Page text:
Over time air can seep into your central heating system and will tend to bubble up to the top of your radiators. This is especially the case radiators located on the top floor of your property. This trapped air can affect how efficiently the radiators heat up a room. Another sign is that they also get noisy when in use.
To check if you need to bleed your radiator, run your hands over it when the central heating is on. You may want to wear gloves and take caution when touching the radiator, being careful not to burn your hands.
If the radiator is cooler at the top than at the bottom, the chances are that some air has built up. Other symptoms may include gurgling noises or a radiator that takes longer than other radiators to warm up. In some cases, the radiator may even stay cold.
How to Bleed Your Radiators
Switch your central heating and hot water off at the boiler and wait for the radiators to cool down before bleeding them. This is extremely important as the water in the system will cool down and avoid any burns arising.
To release the air you will need a radiator key. This is small box spanner that fits the release valve in your radiator. If you don’t have this key, some radiators will allow you to use a flat head screwdriver.
To locate the release valve, check the top edge of your radiator and in the centre of this valve, there should be a small square pin.
Bleeding your radiator can be a messy job so to protect your paintwork and carpet, drape a cloth or towel between the radiator and the wall. You can also place a small bowl underneath the radiator to catch any water that might leak out.
Insert your radiator key into the valve and gently turn the release valve. Carefully twist it anti-clockwise the radiator will hiss as the air is slowly released. Water can also spray out of the radiator so be prepared. If the release valve accidentally comes out, use an adjustable spanner to replace.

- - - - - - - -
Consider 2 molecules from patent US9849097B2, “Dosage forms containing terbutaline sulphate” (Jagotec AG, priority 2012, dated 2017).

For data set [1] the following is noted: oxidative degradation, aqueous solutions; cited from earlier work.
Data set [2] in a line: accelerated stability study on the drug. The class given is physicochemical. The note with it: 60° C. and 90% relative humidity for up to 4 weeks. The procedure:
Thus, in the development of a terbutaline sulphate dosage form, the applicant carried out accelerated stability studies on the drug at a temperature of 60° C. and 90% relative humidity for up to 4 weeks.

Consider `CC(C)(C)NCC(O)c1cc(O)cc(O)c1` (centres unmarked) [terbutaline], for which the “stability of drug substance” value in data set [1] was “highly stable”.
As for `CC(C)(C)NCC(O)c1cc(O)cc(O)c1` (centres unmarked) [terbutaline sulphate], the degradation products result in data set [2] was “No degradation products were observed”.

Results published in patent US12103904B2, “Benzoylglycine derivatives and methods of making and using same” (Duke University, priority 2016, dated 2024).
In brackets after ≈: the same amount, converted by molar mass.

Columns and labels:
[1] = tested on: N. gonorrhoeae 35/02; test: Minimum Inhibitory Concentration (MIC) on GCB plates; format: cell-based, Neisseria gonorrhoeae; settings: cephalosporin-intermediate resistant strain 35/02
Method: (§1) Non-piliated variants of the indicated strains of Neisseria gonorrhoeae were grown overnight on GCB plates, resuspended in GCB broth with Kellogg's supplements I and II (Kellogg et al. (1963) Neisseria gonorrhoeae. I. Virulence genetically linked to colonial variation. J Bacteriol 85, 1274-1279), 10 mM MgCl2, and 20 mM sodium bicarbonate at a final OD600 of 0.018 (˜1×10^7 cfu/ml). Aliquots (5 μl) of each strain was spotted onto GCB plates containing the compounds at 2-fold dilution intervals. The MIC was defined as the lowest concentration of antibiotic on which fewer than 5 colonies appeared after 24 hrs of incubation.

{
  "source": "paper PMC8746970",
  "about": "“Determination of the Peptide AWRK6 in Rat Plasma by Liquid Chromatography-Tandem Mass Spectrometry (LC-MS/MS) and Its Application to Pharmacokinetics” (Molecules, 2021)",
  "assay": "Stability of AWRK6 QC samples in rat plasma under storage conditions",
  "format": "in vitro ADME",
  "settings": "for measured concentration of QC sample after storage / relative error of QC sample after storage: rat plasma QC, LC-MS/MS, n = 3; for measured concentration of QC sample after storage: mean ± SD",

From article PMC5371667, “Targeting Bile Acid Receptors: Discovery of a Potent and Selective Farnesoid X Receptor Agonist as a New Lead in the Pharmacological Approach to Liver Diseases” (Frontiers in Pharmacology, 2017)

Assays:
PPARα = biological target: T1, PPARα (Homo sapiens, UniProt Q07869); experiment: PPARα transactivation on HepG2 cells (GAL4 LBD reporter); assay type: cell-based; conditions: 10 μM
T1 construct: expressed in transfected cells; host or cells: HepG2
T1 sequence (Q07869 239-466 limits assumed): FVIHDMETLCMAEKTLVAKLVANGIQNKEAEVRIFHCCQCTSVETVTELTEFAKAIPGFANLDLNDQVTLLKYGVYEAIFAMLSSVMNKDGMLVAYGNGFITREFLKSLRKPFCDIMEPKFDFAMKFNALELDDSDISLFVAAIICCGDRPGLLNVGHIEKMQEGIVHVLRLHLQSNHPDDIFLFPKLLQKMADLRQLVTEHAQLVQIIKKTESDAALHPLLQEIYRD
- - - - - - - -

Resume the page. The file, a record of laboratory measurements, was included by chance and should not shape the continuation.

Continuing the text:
Once all the air is released after a few seconds the hissing will be replaced by a spray of water. Keep the valve open and once a steady stream of water comes out, you will need to twist the key clockwise and close the valve.
Repeat this process on all of your radiators, starting with your radiators furthest away from your boiler, and then moving on to the radiators located upstairs.
Getting the Pressure Back Up
Once complete, inspect the pressure gauge on your boiler and check it is showing the normal recommended pressure level (usually around 1 to 1.5 bar).
If a lot of air was removed from the system, the overall heating system pressure can sometimes be too low to reach your furthest radiators. If this happens, use the filling loop (if you have a sealed system) on your boiler to fill it back up. It’s usually a tap or lever, however, each boiler is different so check your boilers manual to see how it is done.
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